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May 03, 2011

the life cycle of frogs

It's a warm spring day with nothing scheduled. The dad has worked hard to give his children the gift of a free morning.

I ask them what they'd like to do today. Play ball, go to the park, anything at all? Of course they want to catch frogs and other creatures. They've repeatedly asked for nothing more or less since the last time we came home with two bucket loads of tadpoles.

Off we drive with nets and buckets, to one of the many local watering holes; swamps and ditches and vernal ponds. Along the way we spot daffodils and tulips marking a season of new life, celebrating them with the excitement of Christmas lights in December.

For the next 50 minutes we scoop and slosh, collecting frogs, small fish, a turtle, and most of all, mud. Maggie never learns that thing about slimy frog eggs being gross. Ben nets his first tadpole; a moment that I never want to forget. You would have thought he netted Moby Dick.

Owen catches a frog and Maggie releases it. Luke turns up a small catfish. The excitement almost makes me forget about the organic smell that will linger in the car and the hours Amy and I will spend cleaning kids and shoes and laundry.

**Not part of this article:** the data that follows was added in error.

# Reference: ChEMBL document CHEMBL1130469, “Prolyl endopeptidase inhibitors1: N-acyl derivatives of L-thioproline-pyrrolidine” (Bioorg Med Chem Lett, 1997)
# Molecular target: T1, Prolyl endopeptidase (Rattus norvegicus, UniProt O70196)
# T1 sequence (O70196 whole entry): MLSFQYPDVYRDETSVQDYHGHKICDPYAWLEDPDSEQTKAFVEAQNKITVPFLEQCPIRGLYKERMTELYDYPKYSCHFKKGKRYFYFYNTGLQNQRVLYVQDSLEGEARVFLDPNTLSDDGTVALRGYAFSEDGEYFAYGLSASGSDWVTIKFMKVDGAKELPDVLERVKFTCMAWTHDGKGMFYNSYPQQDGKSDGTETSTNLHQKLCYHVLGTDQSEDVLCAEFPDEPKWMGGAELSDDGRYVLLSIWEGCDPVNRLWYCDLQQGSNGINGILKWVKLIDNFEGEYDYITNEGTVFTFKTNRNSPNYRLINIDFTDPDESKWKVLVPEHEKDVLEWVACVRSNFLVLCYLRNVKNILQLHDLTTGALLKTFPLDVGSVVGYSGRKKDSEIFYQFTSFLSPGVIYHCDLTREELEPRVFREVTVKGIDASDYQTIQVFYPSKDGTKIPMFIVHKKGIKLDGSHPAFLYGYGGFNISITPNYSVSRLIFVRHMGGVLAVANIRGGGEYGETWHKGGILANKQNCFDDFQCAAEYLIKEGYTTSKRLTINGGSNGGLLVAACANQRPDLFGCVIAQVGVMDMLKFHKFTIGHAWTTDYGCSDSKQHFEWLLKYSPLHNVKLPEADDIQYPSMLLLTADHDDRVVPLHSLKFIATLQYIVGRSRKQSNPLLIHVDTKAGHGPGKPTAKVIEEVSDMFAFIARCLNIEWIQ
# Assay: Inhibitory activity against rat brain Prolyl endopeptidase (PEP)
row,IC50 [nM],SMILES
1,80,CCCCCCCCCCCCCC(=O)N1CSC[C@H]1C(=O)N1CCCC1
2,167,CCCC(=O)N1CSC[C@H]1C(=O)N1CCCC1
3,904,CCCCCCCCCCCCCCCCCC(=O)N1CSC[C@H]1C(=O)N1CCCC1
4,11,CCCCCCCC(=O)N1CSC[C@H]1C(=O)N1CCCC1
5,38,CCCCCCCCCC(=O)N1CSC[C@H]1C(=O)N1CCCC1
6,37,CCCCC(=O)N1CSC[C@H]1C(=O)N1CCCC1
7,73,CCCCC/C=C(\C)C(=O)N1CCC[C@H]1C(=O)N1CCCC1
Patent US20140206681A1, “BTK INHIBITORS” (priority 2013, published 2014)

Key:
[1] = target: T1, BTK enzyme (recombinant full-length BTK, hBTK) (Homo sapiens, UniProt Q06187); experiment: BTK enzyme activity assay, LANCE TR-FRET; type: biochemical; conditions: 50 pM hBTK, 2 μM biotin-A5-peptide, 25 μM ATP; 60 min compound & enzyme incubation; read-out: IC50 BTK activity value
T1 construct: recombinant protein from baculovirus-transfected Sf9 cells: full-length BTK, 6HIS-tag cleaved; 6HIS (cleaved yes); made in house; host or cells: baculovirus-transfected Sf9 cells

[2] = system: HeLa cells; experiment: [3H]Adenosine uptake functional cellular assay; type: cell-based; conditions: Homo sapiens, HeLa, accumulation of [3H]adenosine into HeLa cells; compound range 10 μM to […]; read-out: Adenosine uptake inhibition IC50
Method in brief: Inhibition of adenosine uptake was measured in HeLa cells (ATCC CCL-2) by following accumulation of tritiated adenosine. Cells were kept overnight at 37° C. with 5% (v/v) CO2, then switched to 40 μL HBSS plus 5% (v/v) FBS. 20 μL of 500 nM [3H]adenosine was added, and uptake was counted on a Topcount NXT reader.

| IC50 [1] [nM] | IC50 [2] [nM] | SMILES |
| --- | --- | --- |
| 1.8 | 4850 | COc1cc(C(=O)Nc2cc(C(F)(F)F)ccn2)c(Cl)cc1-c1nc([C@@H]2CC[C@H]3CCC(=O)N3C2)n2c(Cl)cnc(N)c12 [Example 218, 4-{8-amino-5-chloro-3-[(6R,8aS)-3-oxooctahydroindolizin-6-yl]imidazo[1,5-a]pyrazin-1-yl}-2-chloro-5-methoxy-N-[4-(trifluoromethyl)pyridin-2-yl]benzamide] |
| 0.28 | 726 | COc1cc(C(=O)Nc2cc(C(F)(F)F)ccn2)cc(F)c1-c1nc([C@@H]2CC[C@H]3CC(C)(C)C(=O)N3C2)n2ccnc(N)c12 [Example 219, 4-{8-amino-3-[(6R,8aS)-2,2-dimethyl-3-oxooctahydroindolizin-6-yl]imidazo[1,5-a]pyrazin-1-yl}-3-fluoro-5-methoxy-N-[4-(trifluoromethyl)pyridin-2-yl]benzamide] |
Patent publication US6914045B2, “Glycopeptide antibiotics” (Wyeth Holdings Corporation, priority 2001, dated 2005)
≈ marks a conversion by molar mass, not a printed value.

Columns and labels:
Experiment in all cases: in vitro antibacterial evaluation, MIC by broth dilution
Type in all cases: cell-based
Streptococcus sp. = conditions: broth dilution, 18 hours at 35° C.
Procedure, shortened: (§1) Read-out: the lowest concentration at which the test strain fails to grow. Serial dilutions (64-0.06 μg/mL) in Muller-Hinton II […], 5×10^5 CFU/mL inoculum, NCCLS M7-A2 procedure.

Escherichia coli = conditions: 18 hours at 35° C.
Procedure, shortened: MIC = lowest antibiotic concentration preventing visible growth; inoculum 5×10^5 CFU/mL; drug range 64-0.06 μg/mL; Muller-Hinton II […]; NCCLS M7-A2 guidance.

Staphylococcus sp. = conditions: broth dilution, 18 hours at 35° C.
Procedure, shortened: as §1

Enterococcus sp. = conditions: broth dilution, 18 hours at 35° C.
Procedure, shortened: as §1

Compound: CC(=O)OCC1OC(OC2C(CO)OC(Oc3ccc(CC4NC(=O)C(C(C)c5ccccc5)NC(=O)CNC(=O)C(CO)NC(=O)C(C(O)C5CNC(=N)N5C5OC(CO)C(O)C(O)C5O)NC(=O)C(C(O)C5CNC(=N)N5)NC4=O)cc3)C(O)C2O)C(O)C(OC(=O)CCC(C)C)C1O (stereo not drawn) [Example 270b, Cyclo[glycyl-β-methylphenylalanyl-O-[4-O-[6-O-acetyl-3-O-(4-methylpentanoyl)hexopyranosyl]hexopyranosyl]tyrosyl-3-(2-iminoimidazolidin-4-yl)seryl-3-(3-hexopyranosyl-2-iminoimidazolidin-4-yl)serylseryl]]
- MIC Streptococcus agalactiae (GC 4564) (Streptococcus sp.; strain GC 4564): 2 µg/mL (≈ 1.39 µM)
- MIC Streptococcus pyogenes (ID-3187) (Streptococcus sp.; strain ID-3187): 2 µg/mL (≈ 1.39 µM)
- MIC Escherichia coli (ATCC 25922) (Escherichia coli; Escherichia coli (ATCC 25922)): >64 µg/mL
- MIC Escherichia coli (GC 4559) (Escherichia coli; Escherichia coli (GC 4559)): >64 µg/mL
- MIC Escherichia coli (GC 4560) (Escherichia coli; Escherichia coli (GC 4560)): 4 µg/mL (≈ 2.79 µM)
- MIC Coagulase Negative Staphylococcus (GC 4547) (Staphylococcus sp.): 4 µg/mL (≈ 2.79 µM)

I know it's worth it - the time, the smelly car, the inspection for tics. I remember countless hours spent in the woods behind my parents home making new "old shoes," learning lessons in a small, mucky sanctuary of life known as "the swamp." The swamp was my favorite place to go until about the age of 13.

Then I had other things to do. I recall, a little later, riding my bike during college years at Slippery Rock. I was off to important places, and never had the courage to actually go poke around in the bogs and small ponds in and around campus. But I stared at cat tails with deep longing. The call of spring peepers was an instant reminder of the simple, joyful wonder of youth.

I've fished for trout, like dad did when he took me all over creation with net in hand. But that's just goofing around. I'm so thankful for the four tadpoles with me. I almost forgot how spectacular frogs are. For a minute there I thought there was something better to do than muck around in a swamp.


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1 comment:

Duane Scott said...


This was great.

You got a brave girl there. I'm a guy, and I won't touch frogs.